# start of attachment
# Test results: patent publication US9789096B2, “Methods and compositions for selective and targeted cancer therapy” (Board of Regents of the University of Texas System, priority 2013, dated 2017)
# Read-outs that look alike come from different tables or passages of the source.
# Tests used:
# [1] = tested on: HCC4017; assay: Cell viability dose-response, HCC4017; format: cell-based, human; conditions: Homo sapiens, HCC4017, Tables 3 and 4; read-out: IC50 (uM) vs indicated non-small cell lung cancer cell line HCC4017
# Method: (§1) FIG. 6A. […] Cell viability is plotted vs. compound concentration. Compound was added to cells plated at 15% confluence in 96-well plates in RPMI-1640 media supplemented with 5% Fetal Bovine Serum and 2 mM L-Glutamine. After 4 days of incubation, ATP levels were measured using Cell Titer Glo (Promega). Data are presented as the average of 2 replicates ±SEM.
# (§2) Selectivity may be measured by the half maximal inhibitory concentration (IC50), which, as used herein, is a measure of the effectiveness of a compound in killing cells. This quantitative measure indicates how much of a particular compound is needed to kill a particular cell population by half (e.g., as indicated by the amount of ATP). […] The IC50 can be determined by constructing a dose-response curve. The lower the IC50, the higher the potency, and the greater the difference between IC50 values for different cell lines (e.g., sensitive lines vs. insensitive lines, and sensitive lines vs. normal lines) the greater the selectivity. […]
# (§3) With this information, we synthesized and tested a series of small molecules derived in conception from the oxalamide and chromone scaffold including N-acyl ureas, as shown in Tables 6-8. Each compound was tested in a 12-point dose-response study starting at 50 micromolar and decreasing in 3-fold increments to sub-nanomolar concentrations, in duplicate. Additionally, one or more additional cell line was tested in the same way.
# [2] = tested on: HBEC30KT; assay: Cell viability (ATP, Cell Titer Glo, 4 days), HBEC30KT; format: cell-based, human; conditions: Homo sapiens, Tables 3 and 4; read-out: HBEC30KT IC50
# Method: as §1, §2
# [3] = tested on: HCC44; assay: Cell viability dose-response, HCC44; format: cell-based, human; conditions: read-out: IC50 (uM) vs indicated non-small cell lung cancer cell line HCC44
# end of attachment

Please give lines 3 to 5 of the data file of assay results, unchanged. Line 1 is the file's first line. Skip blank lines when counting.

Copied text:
# Tests used:
# [1] = tested on: HCC4017; assay: Cell viability dose-response, HCC4017; format: cell-based, human; conditions: Homo sapiens, HCC4017, Tables 3 and 4; read-out: IC50 (uM) vs indicated non-small cell lung cancer cell line HCC4017
# Method: (§1) FIG. 6A. […] Cell viability is plotted vs. compound concentration. Compound was added to cells plated at 15% confluence in 96-well plates in RPMI-1640 media supplemented with 5% Fetal Bovine Serum and 2 mM L-Glutamine. After 4 days of incubation, ATP levels were measured using Cell Titer Glo (Promega). Data are presented as the average of 2 replicates ±SEM.